“No Man’s life liberty or property is safe while the legislature is in session”.

- attributed to NY State Judge Gideon Tucker

Friday, April 2, 2010

Scooped by Rep. LeMunyon

I've been roughly framing a post like this for over a week now.

Thus, I was a bit crestfallen to read James LeMunyon's Wall Street Journal editorial yesterday, entitled A Constitutional Convention Can Rein in Washington.

He beat me to the punch. But with more data than I have, so it's probably a good thing that this piece follows his.

LeMunyon wrote,

"The U.S. Congress is in a state of serious disrepair and cannot fix itself. It has reached this point over the course of many years—in fact over many decades. Regardless of the party in power, Congress has demonstrated a growing inability to effectively address the major issues of our time, including soaring federal debt and the extension of federal authority to states and localities.

The only effective remedy is constitutional reform to rein in congressional excesses and abuses. But Congress can't be expected to propose amendments to fix itself, as it has an inherent conflict of interest.

The remedy is in Article V of the Constitution, which permits a convention to be called for the purpose of proposing constitutional amendments. Any proposed amendment then would have to be ratified by both houses of 38 state legislatures (three-fourths of the states). This entails 76 separate votes in the affirmative by two houses of the 38 state legislatures. (Nebraska, with its unicameral legislature, would be an exception.)

Interest in calling a first-ever Article V convention is growing at the state level. A petition for such a convention passed the Florida Senate last month, to propose amendments requiring a balanced budget and to restrain the growth of the national government. If approved by the House, Florida would be the 20th state with an active call to do so. In the Virginia House of Delegates, I introduced a resolution (H.J. 183) calling for a constitutional convention to restrain the national government as well. Requests by two-thirds or 34 states are required for a convention to be called."

Generally, I agree with his contention that Congress can't be trusted to act against its own self-interest. The only exception I could foresee would be for the existing Republican House leadership to issue their own version of Gingrich's Contract with America, this time including promised Constitutional amendments involving term limits, spending, the commerce clause, and others. Perhaps as in this post.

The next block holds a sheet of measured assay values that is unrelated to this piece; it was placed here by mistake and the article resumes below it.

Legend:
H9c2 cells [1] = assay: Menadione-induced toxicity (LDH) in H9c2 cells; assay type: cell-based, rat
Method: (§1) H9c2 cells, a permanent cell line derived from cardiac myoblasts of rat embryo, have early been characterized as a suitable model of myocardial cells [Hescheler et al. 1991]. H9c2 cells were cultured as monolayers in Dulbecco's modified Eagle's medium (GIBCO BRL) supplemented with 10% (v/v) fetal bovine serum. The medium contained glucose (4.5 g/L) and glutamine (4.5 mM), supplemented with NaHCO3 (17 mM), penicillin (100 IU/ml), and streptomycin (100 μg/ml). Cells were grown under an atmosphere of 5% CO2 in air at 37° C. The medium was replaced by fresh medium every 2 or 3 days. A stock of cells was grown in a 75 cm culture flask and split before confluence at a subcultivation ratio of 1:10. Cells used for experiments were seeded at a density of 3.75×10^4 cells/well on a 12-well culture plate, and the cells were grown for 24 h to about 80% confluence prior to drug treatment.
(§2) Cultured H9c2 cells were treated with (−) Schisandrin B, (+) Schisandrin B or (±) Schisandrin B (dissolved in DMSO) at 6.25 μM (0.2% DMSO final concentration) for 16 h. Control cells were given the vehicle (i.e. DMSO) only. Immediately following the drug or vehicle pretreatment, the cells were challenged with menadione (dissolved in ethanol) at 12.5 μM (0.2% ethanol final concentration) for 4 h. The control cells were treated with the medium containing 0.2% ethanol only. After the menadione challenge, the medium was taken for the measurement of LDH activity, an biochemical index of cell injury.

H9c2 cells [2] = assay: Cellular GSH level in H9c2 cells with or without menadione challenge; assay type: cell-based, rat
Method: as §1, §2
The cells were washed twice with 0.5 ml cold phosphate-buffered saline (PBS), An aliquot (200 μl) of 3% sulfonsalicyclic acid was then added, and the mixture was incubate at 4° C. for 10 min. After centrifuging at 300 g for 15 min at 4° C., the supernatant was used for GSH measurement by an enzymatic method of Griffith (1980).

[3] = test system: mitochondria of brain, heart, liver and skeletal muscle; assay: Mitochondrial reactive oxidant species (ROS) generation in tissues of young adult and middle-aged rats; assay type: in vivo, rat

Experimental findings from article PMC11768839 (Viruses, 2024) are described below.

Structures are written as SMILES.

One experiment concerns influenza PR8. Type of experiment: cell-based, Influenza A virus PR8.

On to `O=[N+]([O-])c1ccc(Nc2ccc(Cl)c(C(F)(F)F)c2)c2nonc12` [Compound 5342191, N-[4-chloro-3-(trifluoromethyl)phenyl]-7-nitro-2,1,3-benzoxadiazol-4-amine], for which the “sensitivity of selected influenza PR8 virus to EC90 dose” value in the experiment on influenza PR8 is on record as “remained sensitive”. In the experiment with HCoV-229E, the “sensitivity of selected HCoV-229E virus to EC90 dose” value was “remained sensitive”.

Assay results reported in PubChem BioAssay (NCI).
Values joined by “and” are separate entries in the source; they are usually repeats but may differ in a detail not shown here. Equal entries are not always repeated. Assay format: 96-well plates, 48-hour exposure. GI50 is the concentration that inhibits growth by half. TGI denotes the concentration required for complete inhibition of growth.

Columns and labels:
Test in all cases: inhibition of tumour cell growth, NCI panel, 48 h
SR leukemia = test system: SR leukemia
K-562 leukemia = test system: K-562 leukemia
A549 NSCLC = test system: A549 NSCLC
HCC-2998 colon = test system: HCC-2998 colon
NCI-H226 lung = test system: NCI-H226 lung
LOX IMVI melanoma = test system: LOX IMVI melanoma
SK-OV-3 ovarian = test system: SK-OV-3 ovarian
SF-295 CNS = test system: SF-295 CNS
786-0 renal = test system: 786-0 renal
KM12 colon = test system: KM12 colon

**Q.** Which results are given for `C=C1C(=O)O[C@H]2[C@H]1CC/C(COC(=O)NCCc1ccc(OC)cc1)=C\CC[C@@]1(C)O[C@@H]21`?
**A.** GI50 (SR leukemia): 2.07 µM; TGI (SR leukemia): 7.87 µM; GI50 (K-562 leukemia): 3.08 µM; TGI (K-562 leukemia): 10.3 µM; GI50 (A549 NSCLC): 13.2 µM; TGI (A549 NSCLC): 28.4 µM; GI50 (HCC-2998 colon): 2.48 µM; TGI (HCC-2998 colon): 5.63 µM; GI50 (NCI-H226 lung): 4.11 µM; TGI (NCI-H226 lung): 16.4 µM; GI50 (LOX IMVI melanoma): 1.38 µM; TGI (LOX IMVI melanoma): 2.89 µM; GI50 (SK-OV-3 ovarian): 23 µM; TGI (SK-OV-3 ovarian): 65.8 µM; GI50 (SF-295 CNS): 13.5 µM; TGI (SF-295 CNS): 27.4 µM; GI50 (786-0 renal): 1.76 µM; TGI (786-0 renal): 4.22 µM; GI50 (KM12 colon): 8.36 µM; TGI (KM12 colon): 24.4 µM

However, even then, they may not go far enough.

I wasn't aware of the existing momentum in as many as 20 states to call for a convention.

LeMunyon reasonably argues that it would be hard for any fringe group to manage to pass a radically-altered Constitution over the objections of as few as 27 state legislatures.

Instead, he observes,

"Fear of a runaway convention presupposes a profound lack of confidence in state legislatures. It presumes that a majority in 76 legislative houses in 38 states would seriously consider, for example, amending or deleting the Bill of Rights. It presumes that only an elite class of Americans with Washington-based power can get it right when it comes to the Constitution. It presumes that the provisions of the Constitution are something imposed on the people, possibly against their will, rather than a limited grant of authority by the people, supported by the current generation of Americans and amendable to reflect 21st century realities.

It is a mistake to dwell on hypothetical and unfounded concerns about the outcome of a runaway constitutional convention. We instead should focus on the immediate reality of a "runaway Congress" and its accumulation of debt far beyond the ability of Americans to pay. "

This last passage really encapsulates the key point of LeMunyon's, and my own argument. Regardless of party affiliation or, more likely now, party independence, many educated, engaged voters can see that a Constitutional rewrite is actually less risky than surprisingly recent, rapid destruction of our Republic by the spending of an out-of-control Congress and administration.

Electing new members of Congress hasn't worked for decades. Presidents of both parties become imperialistic. Our courts have overstepped the bounds of the Constitution.

I honestly think these continuing risks are greater than that of a large group of state legislators, with over 200 years of history, and 100 years of determined Federal power creep and shredding of the Constitution in the name of Progressivism, doing more damage by amending the Constitution.

As a colleague reminded me recently, it seems many Americans forget that the federal government is not a party to our Constitution, but, rather, a product of it.

The states, now 50 in number (not 57, as in the world according to Wonderboy), enacted the Constitution as a pact among themselves. They can, and should, feel free to change that agreement as they see fit, according to the current Constitution's provisions.

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